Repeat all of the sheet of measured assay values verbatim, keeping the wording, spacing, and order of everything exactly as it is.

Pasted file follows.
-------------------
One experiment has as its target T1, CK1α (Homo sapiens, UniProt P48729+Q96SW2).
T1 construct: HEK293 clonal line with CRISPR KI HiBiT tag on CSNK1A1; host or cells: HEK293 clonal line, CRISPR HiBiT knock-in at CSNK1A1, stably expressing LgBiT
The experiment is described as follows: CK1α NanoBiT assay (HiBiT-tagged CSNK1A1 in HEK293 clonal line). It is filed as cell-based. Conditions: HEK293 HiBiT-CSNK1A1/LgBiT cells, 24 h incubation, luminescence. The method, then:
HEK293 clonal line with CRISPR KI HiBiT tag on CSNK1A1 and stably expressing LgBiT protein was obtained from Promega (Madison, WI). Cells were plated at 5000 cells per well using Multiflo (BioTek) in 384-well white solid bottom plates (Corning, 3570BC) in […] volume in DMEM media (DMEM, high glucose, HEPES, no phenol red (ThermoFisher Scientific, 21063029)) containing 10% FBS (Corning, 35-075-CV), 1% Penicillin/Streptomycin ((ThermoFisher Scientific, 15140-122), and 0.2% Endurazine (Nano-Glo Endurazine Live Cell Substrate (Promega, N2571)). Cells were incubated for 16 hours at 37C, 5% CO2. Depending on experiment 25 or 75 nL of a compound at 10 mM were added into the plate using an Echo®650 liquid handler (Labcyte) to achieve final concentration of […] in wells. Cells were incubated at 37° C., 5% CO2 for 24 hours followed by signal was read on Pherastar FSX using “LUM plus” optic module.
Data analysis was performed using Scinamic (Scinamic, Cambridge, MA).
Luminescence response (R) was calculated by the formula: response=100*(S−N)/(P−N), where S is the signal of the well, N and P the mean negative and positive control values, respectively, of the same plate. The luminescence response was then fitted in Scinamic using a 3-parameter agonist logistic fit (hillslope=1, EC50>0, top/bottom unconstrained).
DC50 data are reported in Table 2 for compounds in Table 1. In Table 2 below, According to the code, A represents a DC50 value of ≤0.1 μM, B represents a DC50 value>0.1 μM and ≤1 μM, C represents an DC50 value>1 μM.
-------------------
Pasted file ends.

One experiment has as its target T1, CK1α (Homo sapiens, UniProt P48729+Q96SW2).
T1 construct: HEK293 clonal line with CRISPR KI HiBiT tag on CSNK1A1; host or cells: HEK293 clonal line, CRISPR HiBiT knock-in at CSNK1A1, stably expressing LgBiT
The experiment is described as follows: CK1α NanoBiT assay (HiBiT-tagged CSNK1A1 in HEK293 clonal line). It is filed as cell-based. Conditions: HEK293 HiBiT-CSNK1A1/LgBiT cells, 24 h incubation, luminescence. The method, then:
HEK293 clonal line with CRISPR KI HiBiT tag on CSNK1A1 and stably expressing LgBiT protein was obtained from Promega (Madison, WI). Cells were plated at 5000 cells per well using Multiflo (BioTek) in 384-well white solid bottom plates (Corning, 3570BC) in […] volume in DMEM media (DMEM, high glucose, HEPES, no phenol red (ThermoFisher Scientific, 21063029)) containing 10% FBS (Corning, 35-075-CV), 1% Penicillin/Streptomycin ((ThermoFisher Scientific, 15140-122), and 0.2% Endurazine (Nano-Glo Endurazine Live Cell Substrate (Promega, N2571)). Cells were incubated for 16 hours at 37C, 5% CO2. Depending on experiment 25 or 75 nL of a compound at 10 mM were added into the plate using an Echo®650 liquid handler (Labcyte) to achieve final concentration of […] in wells. Cells were incubated at 37° C., 5% CO2 for 24 hours followed by signal was read on Pherastar FSX using “LUM plus” optic module.
Data analysis was performed using Scinamic (Scinamic, Cambridge, MA).
Luminescence response (R) was calculated by the formula: response=100*(S−N)/(P−N), where S is the signal of the well, N and P the mean negative and positive control values, respectively, of the same plate. The luminescence response was then fitted in Scinamic using a 3-parameter agonist logistic fit (hillslope=1, EC50>0, top/bottom unconstrained).
DC50 data are reported in Table 2 for compounds in Table 1. In Table 2 below, According to the code, A represents a DC50 value of ≤0.1 μM, B represents a DC50 value>0.1 μM and ≤1 μM, C represents an DC50 value>1 μM.